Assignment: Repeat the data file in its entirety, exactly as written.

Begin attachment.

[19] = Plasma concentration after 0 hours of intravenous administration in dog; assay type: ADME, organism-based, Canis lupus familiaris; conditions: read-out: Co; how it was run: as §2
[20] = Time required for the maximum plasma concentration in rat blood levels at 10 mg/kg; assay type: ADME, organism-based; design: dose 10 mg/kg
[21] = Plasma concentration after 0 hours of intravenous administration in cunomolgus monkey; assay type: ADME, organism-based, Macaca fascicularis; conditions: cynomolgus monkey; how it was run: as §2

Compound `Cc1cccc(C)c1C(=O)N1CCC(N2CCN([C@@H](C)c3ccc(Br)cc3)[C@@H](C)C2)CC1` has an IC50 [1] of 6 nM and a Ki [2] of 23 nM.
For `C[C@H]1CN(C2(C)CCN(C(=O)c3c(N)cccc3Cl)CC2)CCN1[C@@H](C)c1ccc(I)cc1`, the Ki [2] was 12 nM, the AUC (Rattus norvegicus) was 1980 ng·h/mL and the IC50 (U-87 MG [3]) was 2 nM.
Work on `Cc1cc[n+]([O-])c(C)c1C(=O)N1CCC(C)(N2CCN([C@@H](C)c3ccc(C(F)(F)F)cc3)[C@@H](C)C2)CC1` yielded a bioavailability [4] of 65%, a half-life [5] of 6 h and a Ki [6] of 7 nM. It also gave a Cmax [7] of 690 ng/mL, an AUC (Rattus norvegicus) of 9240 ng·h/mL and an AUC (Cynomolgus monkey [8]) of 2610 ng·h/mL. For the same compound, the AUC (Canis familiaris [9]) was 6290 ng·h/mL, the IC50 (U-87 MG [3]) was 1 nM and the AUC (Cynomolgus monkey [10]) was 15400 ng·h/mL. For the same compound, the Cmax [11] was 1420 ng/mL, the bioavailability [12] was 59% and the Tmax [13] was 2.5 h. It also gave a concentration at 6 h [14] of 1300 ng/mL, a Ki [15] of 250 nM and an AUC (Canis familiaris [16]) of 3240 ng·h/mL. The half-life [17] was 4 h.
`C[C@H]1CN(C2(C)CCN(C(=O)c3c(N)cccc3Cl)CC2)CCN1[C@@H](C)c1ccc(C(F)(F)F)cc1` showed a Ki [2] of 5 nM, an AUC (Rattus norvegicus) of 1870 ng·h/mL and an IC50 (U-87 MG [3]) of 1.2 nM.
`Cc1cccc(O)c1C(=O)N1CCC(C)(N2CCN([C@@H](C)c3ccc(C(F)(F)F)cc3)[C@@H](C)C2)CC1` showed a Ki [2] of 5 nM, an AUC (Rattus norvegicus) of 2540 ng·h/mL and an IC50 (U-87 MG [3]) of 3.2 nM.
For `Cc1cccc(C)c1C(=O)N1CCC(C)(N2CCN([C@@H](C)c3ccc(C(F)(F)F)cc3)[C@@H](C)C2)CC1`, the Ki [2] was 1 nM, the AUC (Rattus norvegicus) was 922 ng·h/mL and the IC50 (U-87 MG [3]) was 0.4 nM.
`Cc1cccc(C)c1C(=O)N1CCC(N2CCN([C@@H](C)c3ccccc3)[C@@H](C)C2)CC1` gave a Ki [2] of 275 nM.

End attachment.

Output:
[19] = Plasma concentration after 0 hours of intravenous administration in dog; assay type: ADME, organism-based, Canis lupus familiaris; conditions: read-out: Co; how it was run: as §2
[20] = Time required for the maximum plasma concentration in rat blood levels at 10 mg/kg; assay type: ADME, organism-based; design: dose 10 mg/kg
[21] = Plasma concentration after 0 hours of intravenous administration in cunomolgus monkey; assay type: ADME, organism-based, Macaca fascicularis; conditions: cynomolgus monkey; how it was run: as §2

Compound `Cc1cccc(C)c1C(=O)N1CCC(N2CCN([C@@H](C)c3ccc(Br)cc3)[C@@H](C)C2)CC1` has an IC50 [1] of 6 nM and a Ki [2] of 23 nM.
For `C[C@H]1CN(C2(C)CCN(C(=O)c3c(N)cccc3Cl)CC2)CCN1[C@@H](C)c1ccc(I)cc1`, the Ki [2] was 12 nM, the AUC (Rattus norvegicus) was 1980 ng·h/mL and the IC50 (U-87 MG [3]) was 2 nM.
Work on `Cc1cc[n+]([O-])c(C)c1C(=O)N1CCC(C)(N2CCN([C@@H](C)c3ccc(C(F)(F)F)cc3)[C@@H](C)C2)CC1` yielded a bioavailability [4] of 65%, a half-life [5] of 6 h and a Ki [6] of 7 nM. It also gave a Cmax [7] of 690 ng/mL, an AUC (Rattus norvegicus) of 9240 ng·h/mL and an AUC (Cynomolgus monkey [8]) of 2610 ng·h/mL. For the same compound, the AUC (Canis familiaris [9]) was 6290 ng·h/mL, the IC50 (U-87 MG [3]) was 1 nM and the AUC (Cynomolgus monkey [10]) was 15400 ng·h/mL. For the same compound, the Cmax [11] was 1420 ng/mL, the bioavailability [12] was 59% and the Tmax [13] was 2.5 h. It also gave a concentration at 6 h [14] of 1300 ng/mL, a Ki [15] of 250 nM and an AUC (Canis familiaris [16]) of 3240 ng·h/mL. The half-life [17] was 4 h.
`C[C@H]1CN(C2(C)CCN(C(=O)c3c(N)cccc3Cl)CC2)CCN1[C@@H](C)c1ccc(C(F)(F)F)cc1` showed a Ki [2] of 5 nM, an AUC (Rattus norvegicus) of 1870 ng·h/mL and an IC50 (U-87 MG [3]) of 1.2 nM.
`Cc1cccc(O)c1C(=O)N1CCC(C)(N2CCN([C@@H](C)c3ccc(C(F)(F)F)cc3)[C@@H](C)C2)CC1` showed a Ki [2] of 5 nM, an AUC (Rattus norvegicus) of 2540 ng·h/mL and an IC50 (U-87 MG [3]) of 3.2 nM.
For `Cc1cccc(C)c1C(=O)N1CCC(C)(N2CCN([C@@H](C)c3ccc(C(F)(F)F)cc3)[C@@H](C)C2)CC1`, the Ki [2] was 1 nM, the AUC (Rattus norvegicus) was 922 ng·h/mL and the IC50 (U-87 MG [3]) was 0.4 nM.
`Cc1cccc(C)c1C(=O)N1CCC(N2CCN([C@@H](C)c3ccccc3)[C@@H](C)C2)CC1` gave a Ki [2] of 275 nM.